In order to streamline further investment and to avoid duplicating potential ICT projects in the market between Nimbus and Paratus Namibia, it was decided to consolidate the operations.

Publishing various circulars to shareholders, Nimbus took up a 100% shareholding stake in Paratus Namibia in 2019 and proceeded to apply to have its name changed to Paratus Namibia Holdings with a consolidated board structure to ensure streamlined operations between the capital holdings and the operational arm of the business.

This transaction was approved by the Competitions Commission as well as CRAN, following all the relevant regulatory approvals as well as the necessary requirements in terms of corporate governance structures.

Paratus Namibia has evolved as a fully comprehensive communications operator in Namibia and operates as the head office of the Paratus Group in Africa. Paratus has established a pan-African footprint with operations in six African countries, being: Angola, Botswana, Mozambique, Namibia, South Africa and Zambia.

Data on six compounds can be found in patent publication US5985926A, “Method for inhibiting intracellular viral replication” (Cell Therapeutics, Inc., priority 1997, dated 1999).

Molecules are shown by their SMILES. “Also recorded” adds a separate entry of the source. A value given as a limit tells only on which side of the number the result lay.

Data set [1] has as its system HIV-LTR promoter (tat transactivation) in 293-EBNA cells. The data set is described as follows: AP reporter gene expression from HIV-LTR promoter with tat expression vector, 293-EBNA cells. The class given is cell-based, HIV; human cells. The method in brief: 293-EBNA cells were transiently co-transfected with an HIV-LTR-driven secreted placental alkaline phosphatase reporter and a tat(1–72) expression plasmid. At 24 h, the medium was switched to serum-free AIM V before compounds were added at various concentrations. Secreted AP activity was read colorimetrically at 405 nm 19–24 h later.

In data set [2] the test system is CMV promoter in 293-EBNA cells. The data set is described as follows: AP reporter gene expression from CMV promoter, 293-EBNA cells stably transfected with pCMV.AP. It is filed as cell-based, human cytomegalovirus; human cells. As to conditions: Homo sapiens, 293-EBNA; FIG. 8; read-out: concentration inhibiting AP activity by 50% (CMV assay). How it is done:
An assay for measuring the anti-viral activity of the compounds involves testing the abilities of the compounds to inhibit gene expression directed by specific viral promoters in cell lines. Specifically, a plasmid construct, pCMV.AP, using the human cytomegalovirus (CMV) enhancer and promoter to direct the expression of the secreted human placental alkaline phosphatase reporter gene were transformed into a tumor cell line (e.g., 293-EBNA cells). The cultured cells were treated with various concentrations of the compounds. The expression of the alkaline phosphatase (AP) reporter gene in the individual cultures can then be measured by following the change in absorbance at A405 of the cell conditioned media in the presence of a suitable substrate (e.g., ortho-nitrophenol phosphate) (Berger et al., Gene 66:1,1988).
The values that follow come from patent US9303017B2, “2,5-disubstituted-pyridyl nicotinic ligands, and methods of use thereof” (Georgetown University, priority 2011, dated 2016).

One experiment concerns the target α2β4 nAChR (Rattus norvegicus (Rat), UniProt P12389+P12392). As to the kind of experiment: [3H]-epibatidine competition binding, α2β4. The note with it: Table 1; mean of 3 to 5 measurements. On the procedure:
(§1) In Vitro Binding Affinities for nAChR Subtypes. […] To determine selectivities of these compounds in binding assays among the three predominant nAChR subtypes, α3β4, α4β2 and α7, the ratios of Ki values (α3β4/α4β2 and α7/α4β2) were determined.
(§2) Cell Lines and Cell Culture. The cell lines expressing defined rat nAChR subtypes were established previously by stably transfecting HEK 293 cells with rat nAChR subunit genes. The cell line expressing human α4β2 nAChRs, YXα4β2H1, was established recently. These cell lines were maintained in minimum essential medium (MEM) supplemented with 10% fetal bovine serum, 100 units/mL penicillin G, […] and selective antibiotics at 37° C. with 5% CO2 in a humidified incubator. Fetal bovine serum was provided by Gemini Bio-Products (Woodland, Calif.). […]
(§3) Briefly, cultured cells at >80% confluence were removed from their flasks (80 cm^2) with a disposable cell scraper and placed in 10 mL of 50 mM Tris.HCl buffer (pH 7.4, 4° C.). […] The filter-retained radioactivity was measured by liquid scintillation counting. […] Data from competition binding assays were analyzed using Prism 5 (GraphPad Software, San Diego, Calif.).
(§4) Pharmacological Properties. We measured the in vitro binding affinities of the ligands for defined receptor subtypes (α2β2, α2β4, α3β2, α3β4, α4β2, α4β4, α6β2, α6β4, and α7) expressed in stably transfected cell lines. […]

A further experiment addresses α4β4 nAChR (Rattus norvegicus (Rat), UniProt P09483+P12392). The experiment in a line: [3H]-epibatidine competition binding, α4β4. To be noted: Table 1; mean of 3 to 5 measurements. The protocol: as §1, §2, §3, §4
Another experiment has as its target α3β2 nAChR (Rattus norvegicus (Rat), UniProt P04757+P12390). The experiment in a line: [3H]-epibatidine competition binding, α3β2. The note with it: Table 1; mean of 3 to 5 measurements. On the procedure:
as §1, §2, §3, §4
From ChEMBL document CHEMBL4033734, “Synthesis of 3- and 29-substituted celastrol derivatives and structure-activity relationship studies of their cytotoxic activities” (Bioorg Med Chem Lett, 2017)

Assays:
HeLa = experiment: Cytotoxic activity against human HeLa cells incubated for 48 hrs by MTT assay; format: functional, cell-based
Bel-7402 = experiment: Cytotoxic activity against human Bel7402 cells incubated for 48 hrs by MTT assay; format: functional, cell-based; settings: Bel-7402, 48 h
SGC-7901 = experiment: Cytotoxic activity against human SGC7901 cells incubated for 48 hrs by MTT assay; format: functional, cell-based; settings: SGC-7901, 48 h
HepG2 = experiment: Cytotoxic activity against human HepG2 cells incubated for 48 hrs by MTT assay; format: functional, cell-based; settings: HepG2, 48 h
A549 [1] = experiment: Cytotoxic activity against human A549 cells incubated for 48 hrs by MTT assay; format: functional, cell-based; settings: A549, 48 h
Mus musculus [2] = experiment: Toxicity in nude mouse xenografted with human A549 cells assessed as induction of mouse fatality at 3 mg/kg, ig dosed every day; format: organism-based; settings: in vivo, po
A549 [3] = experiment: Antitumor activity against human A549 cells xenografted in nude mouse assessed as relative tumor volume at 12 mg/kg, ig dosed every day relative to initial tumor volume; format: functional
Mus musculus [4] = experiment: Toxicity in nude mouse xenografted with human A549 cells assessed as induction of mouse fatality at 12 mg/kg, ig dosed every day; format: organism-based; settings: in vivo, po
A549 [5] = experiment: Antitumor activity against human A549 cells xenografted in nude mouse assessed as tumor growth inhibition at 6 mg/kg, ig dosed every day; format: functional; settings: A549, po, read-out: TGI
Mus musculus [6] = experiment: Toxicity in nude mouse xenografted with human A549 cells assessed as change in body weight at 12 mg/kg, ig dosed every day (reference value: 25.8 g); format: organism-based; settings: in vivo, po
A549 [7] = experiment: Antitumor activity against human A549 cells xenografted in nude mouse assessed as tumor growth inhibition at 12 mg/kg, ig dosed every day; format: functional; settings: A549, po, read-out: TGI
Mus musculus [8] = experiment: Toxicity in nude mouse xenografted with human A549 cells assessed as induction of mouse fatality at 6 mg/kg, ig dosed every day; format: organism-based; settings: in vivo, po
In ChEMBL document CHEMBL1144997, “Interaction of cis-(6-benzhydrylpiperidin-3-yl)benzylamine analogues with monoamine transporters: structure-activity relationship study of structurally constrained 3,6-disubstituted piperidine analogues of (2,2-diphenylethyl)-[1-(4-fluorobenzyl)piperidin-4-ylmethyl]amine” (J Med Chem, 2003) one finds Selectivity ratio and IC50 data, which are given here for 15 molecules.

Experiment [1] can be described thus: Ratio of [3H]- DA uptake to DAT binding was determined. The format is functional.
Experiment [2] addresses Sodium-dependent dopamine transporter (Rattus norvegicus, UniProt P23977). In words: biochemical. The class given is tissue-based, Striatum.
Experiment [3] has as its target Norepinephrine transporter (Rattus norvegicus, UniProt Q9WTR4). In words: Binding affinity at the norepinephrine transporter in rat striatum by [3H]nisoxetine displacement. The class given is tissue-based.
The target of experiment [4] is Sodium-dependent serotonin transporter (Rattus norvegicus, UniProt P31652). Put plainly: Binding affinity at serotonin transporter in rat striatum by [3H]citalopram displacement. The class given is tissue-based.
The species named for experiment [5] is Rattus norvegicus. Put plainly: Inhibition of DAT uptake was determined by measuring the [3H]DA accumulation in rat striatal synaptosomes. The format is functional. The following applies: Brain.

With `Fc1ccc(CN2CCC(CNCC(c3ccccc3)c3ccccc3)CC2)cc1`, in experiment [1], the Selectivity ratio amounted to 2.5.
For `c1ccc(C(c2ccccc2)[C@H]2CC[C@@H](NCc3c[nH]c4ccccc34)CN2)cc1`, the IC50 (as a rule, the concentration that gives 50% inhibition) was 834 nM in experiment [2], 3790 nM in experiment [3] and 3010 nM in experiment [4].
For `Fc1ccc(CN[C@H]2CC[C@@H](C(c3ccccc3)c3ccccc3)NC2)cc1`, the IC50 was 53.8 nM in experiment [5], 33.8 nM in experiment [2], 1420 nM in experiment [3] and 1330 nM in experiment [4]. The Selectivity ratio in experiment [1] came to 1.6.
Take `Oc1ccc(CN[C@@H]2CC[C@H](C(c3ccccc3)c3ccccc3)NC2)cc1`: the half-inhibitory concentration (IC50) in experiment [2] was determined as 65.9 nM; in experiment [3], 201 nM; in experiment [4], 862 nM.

The group has achieved many successes over the years of which more recently includes the building of the Trans-Kalahari Fibre (TKF) project, which connects from the West Africa Cable System (WACS) eastward through Namibia to Botswana and onward to Johannesburg. The TKF also extends northward through Zambia to connect to Dar es Salaam in Tanzania, which made Paratus the first operator to connect the west and east coast of Africa under one Autonomous System Number (ASN).

This means that Paratus is now “exporting” internet capacity to landlocked countries such as Zambia, Botswana, the DRC with more countries to be targeted, and through its extensive African network, Paratus is well-positioned to expand the network even further into emerging ICT territories.

PNH as a fully-listed entity on the NSX, is therefore now the 100% shareholder of Paratus Namibia thereby becoming a public company. PNH is ready to invest in the future of the ICT environment in Namibia. The public is therefore invited and welcome to acquire shares in Paratus Namibia Holdings by speaking to a local stockbroker registered with the NSX. The future is bright, and the opportunities are endless.